In the video above, NASA Deputy Associate Administrator Dan Dumbacher lays out the nominal launch schedule for the heavy-lift Space Launch System (SLS). There will be an unmanned test in 2017, followed by a test with a crew aboard four years later. SLS will then be launched every other year (2023, 2025, etc.). Dumbacher says that NASA is examining whether the system could be launched once a year.
In a separate interview with the Houston Chronicle, former NASA manned space flight director Chris Kraft says that SLS will never become a reliable human-rated booster even if the space agency can manage one launch per year.
Kraft also says that the costs of building and operating SLS, along with the low flight rate, will prevent NASA from actually doing anything in deep space.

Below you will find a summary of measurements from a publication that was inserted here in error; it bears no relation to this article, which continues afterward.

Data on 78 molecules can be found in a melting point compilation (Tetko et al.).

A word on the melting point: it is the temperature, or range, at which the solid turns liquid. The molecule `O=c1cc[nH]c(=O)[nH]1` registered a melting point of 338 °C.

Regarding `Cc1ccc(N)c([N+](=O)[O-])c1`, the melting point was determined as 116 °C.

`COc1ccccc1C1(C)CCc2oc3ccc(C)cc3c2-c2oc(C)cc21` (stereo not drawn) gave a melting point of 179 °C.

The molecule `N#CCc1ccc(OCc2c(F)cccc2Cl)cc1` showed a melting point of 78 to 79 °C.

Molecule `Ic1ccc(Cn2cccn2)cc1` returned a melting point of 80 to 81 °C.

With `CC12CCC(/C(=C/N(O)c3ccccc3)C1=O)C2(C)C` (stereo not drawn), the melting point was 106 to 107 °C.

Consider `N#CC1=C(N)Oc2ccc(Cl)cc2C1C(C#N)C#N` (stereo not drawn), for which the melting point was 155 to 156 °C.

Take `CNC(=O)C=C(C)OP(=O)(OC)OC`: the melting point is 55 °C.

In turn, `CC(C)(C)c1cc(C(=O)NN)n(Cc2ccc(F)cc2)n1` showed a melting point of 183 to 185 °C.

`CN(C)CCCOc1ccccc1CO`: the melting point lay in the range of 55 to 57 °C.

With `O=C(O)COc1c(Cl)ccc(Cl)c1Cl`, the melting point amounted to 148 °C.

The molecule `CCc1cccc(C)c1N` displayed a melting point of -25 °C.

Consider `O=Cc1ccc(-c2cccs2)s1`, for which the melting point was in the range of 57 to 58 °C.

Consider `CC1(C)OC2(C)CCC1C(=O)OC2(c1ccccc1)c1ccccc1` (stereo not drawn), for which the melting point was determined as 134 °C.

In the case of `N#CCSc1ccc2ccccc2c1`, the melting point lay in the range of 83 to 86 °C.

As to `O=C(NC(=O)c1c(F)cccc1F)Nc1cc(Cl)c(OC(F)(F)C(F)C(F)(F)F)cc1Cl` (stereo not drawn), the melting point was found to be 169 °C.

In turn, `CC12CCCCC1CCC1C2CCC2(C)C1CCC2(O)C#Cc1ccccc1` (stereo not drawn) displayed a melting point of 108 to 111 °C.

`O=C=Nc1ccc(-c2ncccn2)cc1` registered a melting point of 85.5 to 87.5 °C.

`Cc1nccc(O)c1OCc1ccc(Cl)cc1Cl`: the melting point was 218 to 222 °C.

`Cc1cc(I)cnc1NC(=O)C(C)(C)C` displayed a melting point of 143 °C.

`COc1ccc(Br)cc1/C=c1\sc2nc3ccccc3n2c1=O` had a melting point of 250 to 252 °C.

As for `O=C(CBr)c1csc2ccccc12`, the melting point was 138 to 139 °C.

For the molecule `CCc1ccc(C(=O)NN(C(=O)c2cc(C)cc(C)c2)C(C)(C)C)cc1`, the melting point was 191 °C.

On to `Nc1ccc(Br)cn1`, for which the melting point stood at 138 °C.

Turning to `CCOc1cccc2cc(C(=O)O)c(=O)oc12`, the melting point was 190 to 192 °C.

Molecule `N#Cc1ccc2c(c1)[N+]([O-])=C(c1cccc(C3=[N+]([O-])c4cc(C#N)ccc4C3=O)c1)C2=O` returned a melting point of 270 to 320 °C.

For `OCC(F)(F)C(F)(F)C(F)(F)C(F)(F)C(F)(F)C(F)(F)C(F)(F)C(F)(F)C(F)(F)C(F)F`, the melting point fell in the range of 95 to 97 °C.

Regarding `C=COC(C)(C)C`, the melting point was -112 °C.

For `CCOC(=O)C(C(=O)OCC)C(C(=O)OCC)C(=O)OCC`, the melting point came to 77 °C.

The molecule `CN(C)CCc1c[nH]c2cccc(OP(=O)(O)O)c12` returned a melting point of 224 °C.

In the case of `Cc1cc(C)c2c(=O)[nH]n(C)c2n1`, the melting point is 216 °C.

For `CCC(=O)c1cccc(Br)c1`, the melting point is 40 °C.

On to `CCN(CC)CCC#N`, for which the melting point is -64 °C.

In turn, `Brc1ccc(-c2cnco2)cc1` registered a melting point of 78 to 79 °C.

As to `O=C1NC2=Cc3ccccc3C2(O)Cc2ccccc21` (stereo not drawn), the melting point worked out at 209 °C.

“The problem with the SLS is that it’s so big that makes it very expensive. It’s very expensive to design, it’s very expensive to develop. When they actually begin to develop it, the budget is going to go haywire. They’re going to have all kinds of technical and development issues crop up, which will drive the development costs up. Then there are the operating costs of that beast, which will eat NASA alive if they get there. They’re not going to be able to fly it more than once a year, if that, because they don’t have the budget to do it. So what you’ve got is a beast of a rocket, that would give you all of this capability, which you can’t build because you don’t have the money to build it in the first place, and you can’t operate it if you had it.
Kraft suggests using existing, proven boosters such as the Atlas V, Delta IV and Ariane 5 to begin a deep-space exploration earlier.